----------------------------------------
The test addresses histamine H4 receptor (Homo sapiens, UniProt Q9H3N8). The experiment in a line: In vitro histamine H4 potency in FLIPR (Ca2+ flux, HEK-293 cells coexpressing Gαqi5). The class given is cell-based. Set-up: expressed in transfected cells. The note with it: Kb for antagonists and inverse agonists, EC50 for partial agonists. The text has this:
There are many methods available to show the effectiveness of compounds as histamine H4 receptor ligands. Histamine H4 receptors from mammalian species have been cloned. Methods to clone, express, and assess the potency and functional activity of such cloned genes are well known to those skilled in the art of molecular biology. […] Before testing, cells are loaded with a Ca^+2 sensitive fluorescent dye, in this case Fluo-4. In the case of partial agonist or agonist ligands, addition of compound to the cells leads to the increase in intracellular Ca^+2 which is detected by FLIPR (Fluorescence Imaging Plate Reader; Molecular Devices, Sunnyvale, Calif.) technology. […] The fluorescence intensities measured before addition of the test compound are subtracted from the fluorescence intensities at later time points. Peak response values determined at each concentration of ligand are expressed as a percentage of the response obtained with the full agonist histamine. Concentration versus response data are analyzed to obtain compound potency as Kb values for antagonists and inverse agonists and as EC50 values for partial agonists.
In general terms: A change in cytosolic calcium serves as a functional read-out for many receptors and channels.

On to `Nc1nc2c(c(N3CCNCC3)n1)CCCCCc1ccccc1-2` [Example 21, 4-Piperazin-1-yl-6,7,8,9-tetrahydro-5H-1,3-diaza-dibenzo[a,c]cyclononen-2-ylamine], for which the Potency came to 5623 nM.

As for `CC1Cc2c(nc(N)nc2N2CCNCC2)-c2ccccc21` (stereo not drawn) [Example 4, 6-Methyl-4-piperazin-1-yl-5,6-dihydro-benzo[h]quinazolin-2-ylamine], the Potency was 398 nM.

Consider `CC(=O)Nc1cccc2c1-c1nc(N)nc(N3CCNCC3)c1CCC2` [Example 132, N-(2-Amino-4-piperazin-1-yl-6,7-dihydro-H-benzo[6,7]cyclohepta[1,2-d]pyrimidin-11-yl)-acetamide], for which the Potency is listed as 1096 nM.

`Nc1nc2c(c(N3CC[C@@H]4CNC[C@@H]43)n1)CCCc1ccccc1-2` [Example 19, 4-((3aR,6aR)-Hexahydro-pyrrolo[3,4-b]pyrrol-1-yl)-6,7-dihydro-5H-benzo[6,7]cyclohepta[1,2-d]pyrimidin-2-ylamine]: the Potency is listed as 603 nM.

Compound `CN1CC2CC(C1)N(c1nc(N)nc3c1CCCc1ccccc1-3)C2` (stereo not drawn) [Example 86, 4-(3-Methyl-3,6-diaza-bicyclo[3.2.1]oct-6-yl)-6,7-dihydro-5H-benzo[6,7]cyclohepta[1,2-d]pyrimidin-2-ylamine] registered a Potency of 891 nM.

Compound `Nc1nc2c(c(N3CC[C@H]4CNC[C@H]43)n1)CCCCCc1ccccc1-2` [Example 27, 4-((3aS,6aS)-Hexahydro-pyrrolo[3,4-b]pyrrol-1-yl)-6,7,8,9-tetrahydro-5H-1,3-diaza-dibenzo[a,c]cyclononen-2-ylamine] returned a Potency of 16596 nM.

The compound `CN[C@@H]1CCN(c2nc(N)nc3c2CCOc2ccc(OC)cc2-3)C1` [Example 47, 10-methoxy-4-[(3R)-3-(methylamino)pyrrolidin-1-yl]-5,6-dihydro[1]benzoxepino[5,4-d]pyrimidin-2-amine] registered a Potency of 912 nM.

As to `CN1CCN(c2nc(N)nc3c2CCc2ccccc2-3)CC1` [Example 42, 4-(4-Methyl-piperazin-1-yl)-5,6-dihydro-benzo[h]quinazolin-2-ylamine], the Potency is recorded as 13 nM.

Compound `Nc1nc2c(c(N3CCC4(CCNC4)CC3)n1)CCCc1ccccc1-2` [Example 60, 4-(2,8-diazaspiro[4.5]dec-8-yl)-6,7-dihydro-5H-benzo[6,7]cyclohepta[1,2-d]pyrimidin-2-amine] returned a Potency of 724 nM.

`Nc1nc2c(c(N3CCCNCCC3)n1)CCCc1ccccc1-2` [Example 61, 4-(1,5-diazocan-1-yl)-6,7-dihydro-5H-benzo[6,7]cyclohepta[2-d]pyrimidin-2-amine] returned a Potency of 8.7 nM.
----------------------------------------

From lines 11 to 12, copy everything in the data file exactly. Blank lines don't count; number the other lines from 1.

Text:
As to `CN1CCN(c2nc(N)nc3c2CCc2ccccc2-3)CC1` [Example 42, 4-(4-Methyl-piperazin-1-yl)-5,6-dihydro-benzo[h]quinazolin-2-ylamine], the Potency is recorded as 13 nM.

Compound `Nc1nc2c(c(N3CCC4(CCNC4)CC3)n1)CCCc1ccccc1-2` [Example 60, 4-(2,8-diazaspiro[4.5]dec-8-yl)-6,7-dihydro-5H-benzo[6,7]cyclohepta[1,2-d]pyrimidin-2-amine] returned a Potency of 724 nM.